Sickness Absence and Precarious Employment: A Comparative Cross-National Study of Denmark, Finland, Sweden, and Norway

A Oke, P Braithwaite, D Antai


Background: Precarious employment is a major social determinant of health and health inequalities with effects beyond the health of workers.

Objective: To investigate the association between precarious employment and sickness absence in 4 Nordic countries, Denmark, Finland, Norway, and Sweden.

Methods: Logistic regression analyses were conducted separately for each country on data from 4186 respondents aged 15–65 years in Denmark, Finland, Norway, and Sweden derived from the 2010 European Working Conditions Survey. Sickness absence was based on self-reports and defined as absence of seven or more day per year. Precarious employment was operationalized as a multidimensional construct of indicators. Analyses were also conducted separately for men and women.

Results: The prevalence of sickness absence was lowest in Sweden (18%), and highest in Finland (28%). 3 precarious employment indicators were positively associated with sickness absence; the pattern being largely similar in the total sample. In the sex-disaggregated sample, 5 precarious employment indicators increased the likelihood of sickness absence; the pattern was heterogeneous, with women generally having significantly higher odds of sickness absence than men. “Low household income” and “sickness presenteeism” were strong predictors of sickness absence among both sexes in most of the 4 studied countries. Sickness absence varied between the Nordic countries in the sex-disaggregated analyses.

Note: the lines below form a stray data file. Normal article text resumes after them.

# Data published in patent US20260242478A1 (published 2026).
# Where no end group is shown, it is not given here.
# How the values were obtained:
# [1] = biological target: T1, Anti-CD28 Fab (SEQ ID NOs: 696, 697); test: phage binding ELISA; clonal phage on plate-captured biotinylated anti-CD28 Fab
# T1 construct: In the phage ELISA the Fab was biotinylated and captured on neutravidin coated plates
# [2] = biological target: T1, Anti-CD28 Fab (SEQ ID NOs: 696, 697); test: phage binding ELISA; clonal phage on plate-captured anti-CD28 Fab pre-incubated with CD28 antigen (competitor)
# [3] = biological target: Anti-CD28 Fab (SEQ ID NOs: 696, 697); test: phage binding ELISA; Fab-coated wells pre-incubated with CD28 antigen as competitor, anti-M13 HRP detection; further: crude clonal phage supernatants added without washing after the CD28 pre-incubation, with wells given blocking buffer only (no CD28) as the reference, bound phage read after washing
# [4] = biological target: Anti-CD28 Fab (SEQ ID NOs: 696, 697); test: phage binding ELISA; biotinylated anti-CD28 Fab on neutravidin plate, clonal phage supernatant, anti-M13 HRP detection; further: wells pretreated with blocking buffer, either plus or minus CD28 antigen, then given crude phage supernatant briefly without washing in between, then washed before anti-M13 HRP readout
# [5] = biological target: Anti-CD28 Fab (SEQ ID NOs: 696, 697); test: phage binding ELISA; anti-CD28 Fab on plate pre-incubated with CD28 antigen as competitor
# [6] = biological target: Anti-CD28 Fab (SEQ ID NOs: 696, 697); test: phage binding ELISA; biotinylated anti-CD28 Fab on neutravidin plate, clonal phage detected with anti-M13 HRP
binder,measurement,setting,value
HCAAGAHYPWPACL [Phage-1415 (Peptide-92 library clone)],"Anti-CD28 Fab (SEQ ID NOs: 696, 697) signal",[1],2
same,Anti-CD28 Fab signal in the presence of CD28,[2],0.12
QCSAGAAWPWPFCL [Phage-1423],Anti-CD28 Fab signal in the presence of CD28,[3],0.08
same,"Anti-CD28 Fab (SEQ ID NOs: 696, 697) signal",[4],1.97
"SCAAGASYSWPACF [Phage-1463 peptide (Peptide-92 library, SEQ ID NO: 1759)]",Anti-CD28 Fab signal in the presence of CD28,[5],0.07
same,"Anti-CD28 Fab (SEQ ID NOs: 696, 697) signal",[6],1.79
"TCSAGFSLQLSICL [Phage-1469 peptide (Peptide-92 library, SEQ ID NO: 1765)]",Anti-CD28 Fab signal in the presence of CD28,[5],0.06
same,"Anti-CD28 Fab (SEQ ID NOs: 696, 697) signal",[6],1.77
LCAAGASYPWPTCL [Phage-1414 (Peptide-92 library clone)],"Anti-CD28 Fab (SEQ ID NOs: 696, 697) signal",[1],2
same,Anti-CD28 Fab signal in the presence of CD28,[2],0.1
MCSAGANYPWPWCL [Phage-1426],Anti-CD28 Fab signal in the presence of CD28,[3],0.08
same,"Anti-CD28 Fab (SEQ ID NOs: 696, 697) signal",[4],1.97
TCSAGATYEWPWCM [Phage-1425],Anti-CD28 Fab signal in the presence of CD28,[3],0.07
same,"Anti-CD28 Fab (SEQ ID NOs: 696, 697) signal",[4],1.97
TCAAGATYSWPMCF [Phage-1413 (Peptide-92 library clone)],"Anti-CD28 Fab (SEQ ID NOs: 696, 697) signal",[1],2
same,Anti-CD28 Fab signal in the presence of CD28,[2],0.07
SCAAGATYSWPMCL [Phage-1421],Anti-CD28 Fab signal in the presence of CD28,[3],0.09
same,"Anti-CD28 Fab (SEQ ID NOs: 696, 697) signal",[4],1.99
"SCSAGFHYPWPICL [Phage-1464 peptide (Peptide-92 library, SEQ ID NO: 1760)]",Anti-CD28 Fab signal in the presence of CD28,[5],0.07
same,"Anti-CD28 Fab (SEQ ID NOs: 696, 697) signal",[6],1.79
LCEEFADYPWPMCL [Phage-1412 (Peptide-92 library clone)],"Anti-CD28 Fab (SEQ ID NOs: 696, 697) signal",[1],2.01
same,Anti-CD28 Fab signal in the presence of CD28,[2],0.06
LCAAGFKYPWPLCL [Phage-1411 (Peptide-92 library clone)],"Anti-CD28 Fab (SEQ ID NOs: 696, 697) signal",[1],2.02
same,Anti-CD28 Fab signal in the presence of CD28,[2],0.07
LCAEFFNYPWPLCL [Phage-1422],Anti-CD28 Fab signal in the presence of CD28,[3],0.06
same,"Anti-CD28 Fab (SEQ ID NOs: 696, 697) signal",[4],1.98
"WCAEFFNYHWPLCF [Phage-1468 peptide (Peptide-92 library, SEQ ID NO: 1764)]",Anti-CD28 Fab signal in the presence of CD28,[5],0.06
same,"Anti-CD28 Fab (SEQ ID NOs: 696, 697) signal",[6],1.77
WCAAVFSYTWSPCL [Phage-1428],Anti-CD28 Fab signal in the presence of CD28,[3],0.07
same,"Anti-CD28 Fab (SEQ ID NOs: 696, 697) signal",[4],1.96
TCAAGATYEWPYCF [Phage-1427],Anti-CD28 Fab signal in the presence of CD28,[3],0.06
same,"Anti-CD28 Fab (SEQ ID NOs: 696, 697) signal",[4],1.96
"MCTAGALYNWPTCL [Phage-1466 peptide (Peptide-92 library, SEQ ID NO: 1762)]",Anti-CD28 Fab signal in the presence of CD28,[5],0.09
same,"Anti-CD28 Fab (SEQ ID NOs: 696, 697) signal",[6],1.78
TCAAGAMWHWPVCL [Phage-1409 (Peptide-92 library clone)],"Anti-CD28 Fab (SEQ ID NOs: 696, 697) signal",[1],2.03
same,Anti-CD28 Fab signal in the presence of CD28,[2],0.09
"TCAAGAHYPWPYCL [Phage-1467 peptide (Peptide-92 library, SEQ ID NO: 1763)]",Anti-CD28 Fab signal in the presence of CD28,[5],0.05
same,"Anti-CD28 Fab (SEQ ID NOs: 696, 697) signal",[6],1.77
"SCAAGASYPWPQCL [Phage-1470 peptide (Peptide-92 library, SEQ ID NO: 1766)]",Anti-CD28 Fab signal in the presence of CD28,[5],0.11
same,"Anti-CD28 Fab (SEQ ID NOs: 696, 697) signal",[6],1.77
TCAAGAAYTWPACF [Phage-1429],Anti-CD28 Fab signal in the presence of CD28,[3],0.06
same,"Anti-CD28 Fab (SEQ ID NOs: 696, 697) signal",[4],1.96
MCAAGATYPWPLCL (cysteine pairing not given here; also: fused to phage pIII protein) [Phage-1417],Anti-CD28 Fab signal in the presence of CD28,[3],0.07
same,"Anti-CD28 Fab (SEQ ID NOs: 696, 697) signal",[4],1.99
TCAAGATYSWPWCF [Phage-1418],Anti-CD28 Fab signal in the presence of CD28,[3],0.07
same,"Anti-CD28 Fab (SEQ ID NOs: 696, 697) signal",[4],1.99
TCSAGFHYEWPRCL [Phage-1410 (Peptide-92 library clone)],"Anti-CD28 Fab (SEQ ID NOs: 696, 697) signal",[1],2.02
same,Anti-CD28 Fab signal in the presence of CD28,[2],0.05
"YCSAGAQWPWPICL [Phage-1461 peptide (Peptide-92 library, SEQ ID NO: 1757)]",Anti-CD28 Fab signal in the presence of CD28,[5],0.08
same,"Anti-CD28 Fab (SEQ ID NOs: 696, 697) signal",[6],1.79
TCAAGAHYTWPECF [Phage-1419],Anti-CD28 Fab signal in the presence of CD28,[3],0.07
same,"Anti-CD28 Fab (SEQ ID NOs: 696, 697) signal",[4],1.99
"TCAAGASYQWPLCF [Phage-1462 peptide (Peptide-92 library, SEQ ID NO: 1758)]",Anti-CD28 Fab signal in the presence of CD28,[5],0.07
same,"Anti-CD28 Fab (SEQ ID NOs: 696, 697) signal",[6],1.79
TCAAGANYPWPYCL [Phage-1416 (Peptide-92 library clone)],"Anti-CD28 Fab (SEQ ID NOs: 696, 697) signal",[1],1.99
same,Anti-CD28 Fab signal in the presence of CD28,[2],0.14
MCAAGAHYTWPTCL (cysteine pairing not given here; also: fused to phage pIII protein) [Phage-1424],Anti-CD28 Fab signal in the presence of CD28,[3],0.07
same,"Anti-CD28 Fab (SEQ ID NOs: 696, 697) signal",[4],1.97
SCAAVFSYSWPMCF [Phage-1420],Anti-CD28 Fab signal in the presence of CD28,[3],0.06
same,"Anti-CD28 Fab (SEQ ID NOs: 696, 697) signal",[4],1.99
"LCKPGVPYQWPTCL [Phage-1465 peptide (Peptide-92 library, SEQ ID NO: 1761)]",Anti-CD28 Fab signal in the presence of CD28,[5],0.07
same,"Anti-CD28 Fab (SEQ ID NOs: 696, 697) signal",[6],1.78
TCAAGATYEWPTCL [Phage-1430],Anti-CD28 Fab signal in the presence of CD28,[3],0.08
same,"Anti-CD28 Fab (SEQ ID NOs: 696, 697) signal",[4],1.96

Conclusion: Precarious employment indicators predicted sickness absence in the Nordic countries. Findings emphasize the need to prioritize informed and monitored collective bargaining for all workers, increase working time flexibility, and improving work conditions.


Sick leave; Employment; Sex; Workplace; Denmark; Finland; Sweden; Norway

doi: 10.15171/ijoem.2016.713

 pISSN: 2008-6520
 eISSN: 2008-6814

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